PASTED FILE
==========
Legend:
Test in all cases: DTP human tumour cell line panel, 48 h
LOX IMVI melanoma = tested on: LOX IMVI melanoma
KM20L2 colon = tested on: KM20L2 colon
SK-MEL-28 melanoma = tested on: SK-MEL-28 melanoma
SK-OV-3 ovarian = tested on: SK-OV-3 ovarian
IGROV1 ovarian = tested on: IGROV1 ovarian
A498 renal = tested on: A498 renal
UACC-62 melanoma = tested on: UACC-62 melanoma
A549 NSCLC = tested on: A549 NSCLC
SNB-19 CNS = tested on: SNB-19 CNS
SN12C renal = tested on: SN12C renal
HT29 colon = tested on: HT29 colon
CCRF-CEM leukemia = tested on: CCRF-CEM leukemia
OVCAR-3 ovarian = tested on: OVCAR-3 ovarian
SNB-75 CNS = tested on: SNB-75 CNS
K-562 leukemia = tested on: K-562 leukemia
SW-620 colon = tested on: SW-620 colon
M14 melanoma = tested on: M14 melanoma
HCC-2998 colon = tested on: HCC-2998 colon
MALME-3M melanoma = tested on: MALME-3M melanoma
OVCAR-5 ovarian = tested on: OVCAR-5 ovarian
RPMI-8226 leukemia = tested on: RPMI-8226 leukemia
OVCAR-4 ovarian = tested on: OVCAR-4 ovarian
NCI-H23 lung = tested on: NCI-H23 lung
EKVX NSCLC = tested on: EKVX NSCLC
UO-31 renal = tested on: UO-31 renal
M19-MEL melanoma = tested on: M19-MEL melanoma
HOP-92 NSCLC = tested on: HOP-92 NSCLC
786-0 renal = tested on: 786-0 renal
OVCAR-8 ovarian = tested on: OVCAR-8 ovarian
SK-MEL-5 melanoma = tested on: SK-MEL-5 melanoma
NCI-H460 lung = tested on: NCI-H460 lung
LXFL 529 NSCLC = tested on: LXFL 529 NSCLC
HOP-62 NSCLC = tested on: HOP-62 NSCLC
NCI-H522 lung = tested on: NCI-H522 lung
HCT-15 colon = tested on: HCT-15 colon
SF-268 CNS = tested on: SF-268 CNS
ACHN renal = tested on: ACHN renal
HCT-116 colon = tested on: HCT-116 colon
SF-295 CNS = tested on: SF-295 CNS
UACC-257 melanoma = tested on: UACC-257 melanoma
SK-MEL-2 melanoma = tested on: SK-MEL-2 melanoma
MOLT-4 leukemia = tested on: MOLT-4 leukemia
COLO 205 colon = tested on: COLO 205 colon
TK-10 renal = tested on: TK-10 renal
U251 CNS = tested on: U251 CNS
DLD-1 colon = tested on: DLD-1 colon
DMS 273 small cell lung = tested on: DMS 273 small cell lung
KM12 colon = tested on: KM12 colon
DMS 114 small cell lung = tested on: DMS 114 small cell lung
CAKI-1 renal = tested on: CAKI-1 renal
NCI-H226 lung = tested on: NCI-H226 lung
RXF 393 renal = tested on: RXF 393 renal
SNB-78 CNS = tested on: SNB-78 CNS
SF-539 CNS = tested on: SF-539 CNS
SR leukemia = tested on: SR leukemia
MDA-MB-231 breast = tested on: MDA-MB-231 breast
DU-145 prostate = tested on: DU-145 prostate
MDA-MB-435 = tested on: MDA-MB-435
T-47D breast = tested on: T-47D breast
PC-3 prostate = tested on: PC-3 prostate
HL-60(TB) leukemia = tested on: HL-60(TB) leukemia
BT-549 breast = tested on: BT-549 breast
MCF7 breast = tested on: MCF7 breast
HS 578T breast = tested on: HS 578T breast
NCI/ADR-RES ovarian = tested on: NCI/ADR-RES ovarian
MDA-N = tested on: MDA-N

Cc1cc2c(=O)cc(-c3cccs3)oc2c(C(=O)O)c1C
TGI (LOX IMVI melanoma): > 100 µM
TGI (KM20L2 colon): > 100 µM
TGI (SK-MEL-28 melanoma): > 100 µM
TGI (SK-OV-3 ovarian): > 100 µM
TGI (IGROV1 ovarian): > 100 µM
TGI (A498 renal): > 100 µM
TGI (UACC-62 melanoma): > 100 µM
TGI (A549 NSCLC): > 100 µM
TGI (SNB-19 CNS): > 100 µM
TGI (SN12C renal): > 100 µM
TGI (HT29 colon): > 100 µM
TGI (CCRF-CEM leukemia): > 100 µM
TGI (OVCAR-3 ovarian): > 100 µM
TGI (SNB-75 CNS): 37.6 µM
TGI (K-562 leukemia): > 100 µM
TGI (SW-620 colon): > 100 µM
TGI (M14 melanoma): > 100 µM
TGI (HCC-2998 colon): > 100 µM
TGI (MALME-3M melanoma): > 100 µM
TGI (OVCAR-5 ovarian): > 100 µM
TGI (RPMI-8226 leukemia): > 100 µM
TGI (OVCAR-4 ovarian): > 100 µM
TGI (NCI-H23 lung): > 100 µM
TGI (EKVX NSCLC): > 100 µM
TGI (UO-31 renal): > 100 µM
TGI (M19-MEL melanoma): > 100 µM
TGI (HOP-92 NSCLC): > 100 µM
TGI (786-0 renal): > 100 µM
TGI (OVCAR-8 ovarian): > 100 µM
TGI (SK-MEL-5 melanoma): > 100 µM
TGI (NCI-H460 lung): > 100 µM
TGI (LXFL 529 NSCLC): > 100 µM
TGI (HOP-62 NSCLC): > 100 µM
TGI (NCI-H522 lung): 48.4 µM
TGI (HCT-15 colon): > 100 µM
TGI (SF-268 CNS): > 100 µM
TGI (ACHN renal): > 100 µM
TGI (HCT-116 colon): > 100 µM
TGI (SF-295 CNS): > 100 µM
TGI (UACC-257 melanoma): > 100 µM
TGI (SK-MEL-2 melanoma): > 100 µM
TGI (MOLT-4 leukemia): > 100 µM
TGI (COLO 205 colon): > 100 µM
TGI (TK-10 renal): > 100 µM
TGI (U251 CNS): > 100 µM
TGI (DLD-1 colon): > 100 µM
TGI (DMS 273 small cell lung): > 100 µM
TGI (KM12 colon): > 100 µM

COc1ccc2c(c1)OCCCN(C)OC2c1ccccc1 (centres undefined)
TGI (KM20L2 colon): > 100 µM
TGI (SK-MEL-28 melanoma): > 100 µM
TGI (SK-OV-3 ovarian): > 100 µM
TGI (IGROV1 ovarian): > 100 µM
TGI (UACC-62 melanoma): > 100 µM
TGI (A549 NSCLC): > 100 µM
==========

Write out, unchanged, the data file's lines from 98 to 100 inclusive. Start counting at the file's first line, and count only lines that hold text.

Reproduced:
TGI (OVCAR-8 ovarian): > 100 µM
TGI (SK-MEL-5 melanoma): > 100 µM
TGI (NCI-H460 lung): > 100 µM